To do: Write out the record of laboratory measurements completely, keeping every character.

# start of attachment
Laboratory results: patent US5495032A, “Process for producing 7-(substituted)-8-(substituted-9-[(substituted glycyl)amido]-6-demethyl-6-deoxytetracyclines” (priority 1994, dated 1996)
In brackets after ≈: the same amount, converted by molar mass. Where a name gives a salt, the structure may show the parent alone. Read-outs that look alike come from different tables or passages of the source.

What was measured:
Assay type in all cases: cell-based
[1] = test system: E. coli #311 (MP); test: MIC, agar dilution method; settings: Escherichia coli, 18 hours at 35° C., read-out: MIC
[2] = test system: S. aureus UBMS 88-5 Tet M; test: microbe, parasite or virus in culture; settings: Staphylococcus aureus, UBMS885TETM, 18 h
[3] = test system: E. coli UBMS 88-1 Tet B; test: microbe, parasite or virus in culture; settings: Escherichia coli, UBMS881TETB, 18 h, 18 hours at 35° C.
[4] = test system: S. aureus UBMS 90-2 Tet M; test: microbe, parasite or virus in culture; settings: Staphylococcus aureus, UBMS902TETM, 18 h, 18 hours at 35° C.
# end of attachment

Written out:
Laboratory results: patent US5495032A, “Process for producing 7-(substituted)-8-(substituted-9-[(substituted glycyl)amido]-6-demethyl-6-deoxytetracyclines” (priority 1994, dated 1996)
In brackets after ≈: the same amount, converted by molar mass. Where a name gives a salt, the structure may show the parent alone. Read-outs that look alike come from different tables or passages of the source.

What was measured:
Assay type in all cases: cell-based
[1] = test system: E. coli #311 (MP); test: MIC, agar dilution method; settings: Escherichia coli, 18 hours at 35° C., read-out: MIC
[2] = test system: S. aureus UBMS 88-5 Tet M; test: microbe, parasite or virus in culture; settings: Staphylococcus aureus, UBMS885TETM, 18 h
[3] = test system: E. coli UBMS 88-1 Tet B; test: microbe, parasite or virus in culture; settings: Escherichia coli, UBMS881TETB, 18 h, 18 hours at 35° C.
[4] = test system: S. aureus UBMS 90-2 Tet M; test: microbe, parasite or virus in culture; settings: Staphylococcus aureus, UBMS902TETM, 18 h, 18 hours at 35° C.